Cathay Pacific

1047 Reviews

Star Travel Rating

4/5

Review type

Airline

Location

Date of travel

January, 2018

Product name

Product country

Product city

Travelled with

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Reasons for trip

Having become disillusioned with “British Airways”:https://www.silvertraveladvisor.com/review/airline/177156-review-british-airways, I’d like to say we voted with our feet by choosing Cathay Pacific for our flights to Hong Kong and onwards to Manila. However, I suspect they were the better bet for costs, times and route. So how did they compare?

Well firstly, when our flights were booked, seats were allocated: my biggest beef with BA is being charged for a specific seat even in business class.

Arriving at Terminal 3, 3 hours before our flight, check in was straightforward and we were quickly armed with lounge passes for Heathrow and Hong Kong. The lounge was quiet and, having checked out the variety of seating available, we got ensconced in comfy brown leather swivel chairs and footstools overlooking the runway. There was a good selection of Western and Asian food: a full English breakfast with fruit, yoghurts, pastries etc. with dim sum and noodles cooked to order. The bar had the usual range of alcoholic drinks, including prosecco, with lots of newspapers and magazines being available.

Our seats, 11d and 11f on a 777 300ER (in case anyone is remotely interested), were in an area with only 8 passengers, in a 1 – 2 – 1 configuration. The seats all faced forward and so there was no hopping over a stranger’s legs to get out like with BA and we had two loos for the 8 of us. There was the choice of orange, water or fizz, and this time it was champagne, before take-off.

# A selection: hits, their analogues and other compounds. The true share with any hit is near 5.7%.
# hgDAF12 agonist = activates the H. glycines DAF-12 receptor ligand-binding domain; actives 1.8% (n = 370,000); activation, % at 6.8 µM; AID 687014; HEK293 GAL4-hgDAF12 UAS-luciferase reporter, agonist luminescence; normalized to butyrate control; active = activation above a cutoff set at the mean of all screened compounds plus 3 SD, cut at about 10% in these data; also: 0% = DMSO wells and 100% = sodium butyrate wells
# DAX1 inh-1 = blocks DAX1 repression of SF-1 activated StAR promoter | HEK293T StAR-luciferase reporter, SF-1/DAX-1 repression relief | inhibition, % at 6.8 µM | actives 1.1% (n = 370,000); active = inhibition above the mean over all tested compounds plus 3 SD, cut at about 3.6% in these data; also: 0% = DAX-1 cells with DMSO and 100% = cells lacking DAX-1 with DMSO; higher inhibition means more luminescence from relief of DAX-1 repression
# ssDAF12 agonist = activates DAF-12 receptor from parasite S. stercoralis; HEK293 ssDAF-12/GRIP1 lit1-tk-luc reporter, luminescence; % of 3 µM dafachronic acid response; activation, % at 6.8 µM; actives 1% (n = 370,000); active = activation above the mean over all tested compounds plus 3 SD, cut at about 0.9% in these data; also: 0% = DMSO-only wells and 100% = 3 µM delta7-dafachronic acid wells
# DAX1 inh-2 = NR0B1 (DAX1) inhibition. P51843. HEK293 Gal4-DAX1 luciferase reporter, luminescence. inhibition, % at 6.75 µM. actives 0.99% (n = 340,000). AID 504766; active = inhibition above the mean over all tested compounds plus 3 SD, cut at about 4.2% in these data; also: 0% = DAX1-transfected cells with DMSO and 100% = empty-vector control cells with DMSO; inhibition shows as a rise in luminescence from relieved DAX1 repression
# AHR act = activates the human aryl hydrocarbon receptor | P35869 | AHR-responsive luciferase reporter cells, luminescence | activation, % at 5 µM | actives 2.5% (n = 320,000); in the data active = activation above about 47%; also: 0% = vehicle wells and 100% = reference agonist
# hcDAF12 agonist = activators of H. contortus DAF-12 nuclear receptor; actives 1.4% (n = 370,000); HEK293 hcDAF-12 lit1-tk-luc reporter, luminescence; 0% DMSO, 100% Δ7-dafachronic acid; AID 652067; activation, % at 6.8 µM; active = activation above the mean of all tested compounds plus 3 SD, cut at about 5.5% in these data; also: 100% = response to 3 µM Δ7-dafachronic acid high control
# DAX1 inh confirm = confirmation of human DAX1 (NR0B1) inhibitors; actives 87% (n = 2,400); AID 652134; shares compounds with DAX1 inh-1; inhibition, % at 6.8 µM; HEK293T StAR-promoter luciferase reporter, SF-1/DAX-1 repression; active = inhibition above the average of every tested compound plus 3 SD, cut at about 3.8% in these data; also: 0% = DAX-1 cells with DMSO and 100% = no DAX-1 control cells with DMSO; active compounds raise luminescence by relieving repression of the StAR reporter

We were 30 minutes late in setting off on our 11-hour flight (although this was made up), but we were soon having pre-lunch drinks and warm nuts before a starter of ham hock and pea terrine served with a red onion relish and salad. Although there was a menu with a choice of 4 mains, the dishes were presented on a trolley so you could see what you were getting, which I liked. I had braised chicken with yu hsiang chilli sauce, Shanghainese pak choi and jasmine rice, whilst Roy, who thought as it would be his last traditional meal for 2 months, plumped for seared herb beef fillet, roasted vegetables and parsley potato mash. Both were excellent, as was the accompanying Sauvignon Blanc. We then had a selection of cheeses, grapes and crackers before puddings of lemongrass crème with pineapple or toffee apple pecan crisp. And just to finish us off, a box of chocolates was handed round with tea or coffee.

Snoozes were then needed although the inflight entertainment had a good range of recent films, music TV etc. The flat beds were good enough for a 6’ 2” man, although when completely flat, were a little uncomfortable. The staff were very friendly, particularly one constantly smiling chap who whenever we passed the galley tried to tempt us with healthy/unhealthy snacks, smoothies, hot and cold drinks.

Breakfast was served before landing with lots of choices: apple juice, smoothie, bircher muesli and fruit, although an omelette was on offer with more traditional Asian style dishes.

After a few days in Hong Kong, we flew onwards to Manila. There were four Cathay Pacific lounges spread across the huge departure area and as we didn’t have a gate, had to guess which might be the nearest. The lounge was long and narrow, and we found comfortable booth-style seats overlooking the runway and settled down with a glass of fizz (Moet unlike the prosecco at Heathrow) and although a good selection of food was available, we’d only just had a hotel breakfast.

This time we flew on the new AS350-900 aircraft which had chargeable wi-fi available. The configuration was the same, but we were in a much larger cabin with 8 rows. Despite being a short flight (1 hour 15 minutes), they still managed to serve a three-course meal and arrive on time.

So, the final verdict: there are so many similarities, but Cathay Pacific just edges out BA as I save money and don’t have to hop to go to the loo.

Helen Jackson

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